ALBUQUERQUE - Sometime after Nevada knew it would play the Arizona Wildcats in Saturday's New Mexico Bowl, the nation's second-leading rusher sat down in front of his computer and watched the country's leader.
Stefphon Jefferson watched Ka'Deem Carey slash through defenses on YouTube, more out of curiosity than any game plan responsibility.
"We're kinda like the same back," the Nevada junior said. "We're kinda the same person."
Carey, a UA sophomore, averages an NCAA-best 146.4 rushing yards per game; Jefferson averages 141.9.
Carey, a first-team All-American, has 20 touchdowns this year; Jefferson has 22.
On Nov. 10 against Colorado, Carey, a Canyon del Oro High School graduate, ran 25 times for a school-record 366 yards. On Sept. 22 at Hawaii, Jefferson became only the fourth FBS player ever to record seven touchdowns in one game.
The two are an inch apart in height and within 13 pounds in weight, with Jefferson having the edge.
Both wear No. 25.
"He's a lot like Ka'Deem," UA linebacker Marquis Flowers said of the Visalia, Calif., native. "It's kind of crazy that they wear the same number. You can't arm-tackle him. You have to form-tackle him, and bring him down."
The running backs will be the storyline in Saturday's game, which pits two teams with matching 7-5 records.
"It's pretty cool, just to see top running backs playing against each other," Jefferson said. "It's fun. You don't get a chance to experience this that often."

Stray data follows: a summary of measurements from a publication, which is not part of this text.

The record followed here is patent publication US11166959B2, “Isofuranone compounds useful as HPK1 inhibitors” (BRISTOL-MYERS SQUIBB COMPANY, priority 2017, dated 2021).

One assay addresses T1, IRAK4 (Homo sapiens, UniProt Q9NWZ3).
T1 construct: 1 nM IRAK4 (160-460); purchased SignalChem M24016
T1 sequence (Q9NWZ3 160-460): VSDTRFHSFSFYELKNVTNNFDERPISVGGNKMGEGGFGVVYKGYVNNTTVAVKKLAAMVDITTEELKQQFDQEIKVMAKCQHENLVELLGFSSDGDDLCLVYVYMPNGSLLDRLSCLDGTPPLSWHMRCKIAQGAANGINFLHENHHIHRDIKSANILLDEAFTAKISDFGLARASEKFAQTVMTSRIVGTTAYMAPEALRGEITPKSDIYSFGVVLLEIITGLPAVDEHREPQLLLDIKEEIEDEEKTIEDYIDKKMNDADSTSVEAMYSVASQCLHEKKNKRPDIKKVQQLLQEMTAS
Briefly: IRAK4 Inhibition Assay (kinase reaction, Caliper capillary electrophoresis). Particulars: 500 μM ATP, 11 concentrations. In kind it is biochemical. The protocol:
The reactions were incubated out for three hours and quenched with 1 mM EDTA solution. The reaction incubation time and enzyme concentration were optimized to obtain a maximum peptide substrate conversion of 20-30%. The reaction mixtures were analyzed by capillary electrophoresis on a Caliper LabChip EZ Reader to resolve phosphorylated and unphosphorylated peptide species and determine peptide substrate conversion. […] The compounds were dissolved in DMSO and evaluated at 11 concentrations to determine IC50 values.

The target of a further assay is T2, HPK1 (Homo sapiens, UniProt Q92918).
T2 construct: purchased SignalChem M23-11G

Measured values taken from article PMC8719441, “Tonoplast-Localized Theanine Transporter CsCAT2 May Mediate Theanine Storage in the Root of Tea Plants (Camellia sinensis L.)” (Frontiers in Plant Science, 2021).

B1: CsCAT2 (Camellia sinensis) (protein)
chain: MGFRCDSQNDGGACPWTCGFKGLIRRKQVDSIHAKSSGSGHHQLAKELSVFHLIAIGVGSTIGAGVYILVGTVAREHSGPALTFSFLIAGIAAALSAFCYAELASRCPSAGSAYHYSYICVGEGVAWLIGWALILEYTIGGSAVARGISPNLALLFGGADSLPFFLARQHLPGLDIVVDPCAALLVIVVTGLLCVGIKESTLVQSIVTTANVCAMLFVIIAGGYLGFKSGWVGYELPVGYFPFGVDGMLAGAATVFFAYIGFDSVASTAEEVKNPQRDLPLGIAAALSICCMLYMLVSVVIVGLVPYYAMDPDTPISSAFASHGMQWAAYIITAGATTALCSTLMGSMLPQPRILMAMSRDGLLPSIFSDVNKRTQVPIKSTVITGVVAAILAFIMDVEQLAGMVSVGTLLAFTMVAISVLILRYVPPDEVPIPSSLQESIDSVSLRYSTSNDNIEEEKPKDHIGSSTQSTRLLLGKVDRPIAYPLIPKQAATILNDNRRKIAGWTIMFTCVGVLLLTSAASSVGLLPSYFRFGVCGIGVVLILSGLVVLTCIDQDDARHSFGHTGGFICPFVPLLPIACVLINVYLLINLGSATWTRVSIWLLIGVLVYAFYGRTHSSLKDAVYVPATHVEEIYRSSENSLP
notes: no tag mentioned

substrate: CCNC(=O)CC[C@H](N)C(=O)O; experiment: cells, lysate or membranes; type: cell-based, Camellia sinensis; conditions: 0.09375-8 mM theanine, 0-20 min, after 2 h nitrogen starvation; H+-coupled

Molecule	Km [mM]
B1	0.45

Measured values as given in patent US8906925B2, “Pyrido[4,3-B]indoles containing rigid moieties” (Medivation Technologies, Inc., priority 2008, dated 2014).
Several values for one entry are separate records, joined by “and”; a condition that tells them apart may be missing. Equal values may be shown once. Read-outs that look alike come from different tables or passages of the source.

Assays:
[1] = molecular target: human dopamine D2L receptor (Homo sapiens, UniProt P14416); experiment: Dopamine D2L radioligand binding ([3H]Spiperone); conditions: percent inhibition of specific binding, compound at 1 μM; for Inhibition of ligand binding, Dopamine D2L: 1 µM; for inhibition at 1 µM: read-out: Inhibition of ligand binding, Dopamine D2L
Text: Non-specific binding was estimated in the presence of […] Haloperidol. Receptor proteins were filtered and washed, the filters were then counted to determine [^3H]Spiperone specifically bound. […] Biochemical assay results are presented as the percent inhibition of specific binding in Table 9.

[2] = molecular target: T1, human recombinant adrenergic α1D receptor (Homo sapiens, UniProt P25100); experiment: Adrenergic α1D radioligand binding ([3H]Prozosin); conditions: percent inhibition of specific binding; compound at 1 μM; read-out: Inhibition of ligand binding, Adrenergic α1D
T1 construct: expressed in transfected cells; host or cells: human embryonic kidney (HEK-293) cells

Jefferson, whose 139 rushing yards in the season finale against Boise State was his highest total in two months, said he and Carey run with aggression.
"We're not really east and west running backs," Jefferson said. "We're north and south."
Maybe it comes from Jefferson's first job as a rusher. He played fullback as a junior at El Diamante High School before being switched to tailback in the I-formation system.
He admittedly "had one good year in high school," his senior season, and received only two stars by recruiting services.
As such, he chose Nevada over then-lowly programs Fresno State, San Jose State and even FCS team Cal Poly.
As recently as last season, Jefferson doubted if he would even start, or play much.
"I wasn't the main guy," he said, "and I didn't know if I was going to be the main guy."
His fullback experience wasn't enough to help him quickly pick up the Wolf Pack's "Pistol" offense, in which the running back lines up behind a quarterback, who takes the snap standing half as deep as one would in a shotgun.
"I basically started from scratch," he said. "It was different. It was really hard to pick up. The footwork looks easy, but it's hard."
His steps need to be consistent to allow for quarterback Cody Fajardo to run a read-option play, pulling the ball away at the last minute or handing it off, depending on what the opposing defensive end does.
"The timing is essential in getting the play done and the execution done," said Fajardo, whose 89.2 rushing yards per game is No. 43 in the country and the result of the unique option plays. "If he goes too soon, then the read is all screwed up for me. I know it's on our shoulders."
They haven't disappointed so far.
"He's a shifty back," Fajardo said. "He runs really hard. He influences the offense.
"When you see him run over a guy or run for a lot of yards, that inspires us as an offense."
Jefferson is ready for Saturday's matchup.
"I'm not too big on the (running) backs, whoever comes out on top," he said. "I'm just going to go out there and play."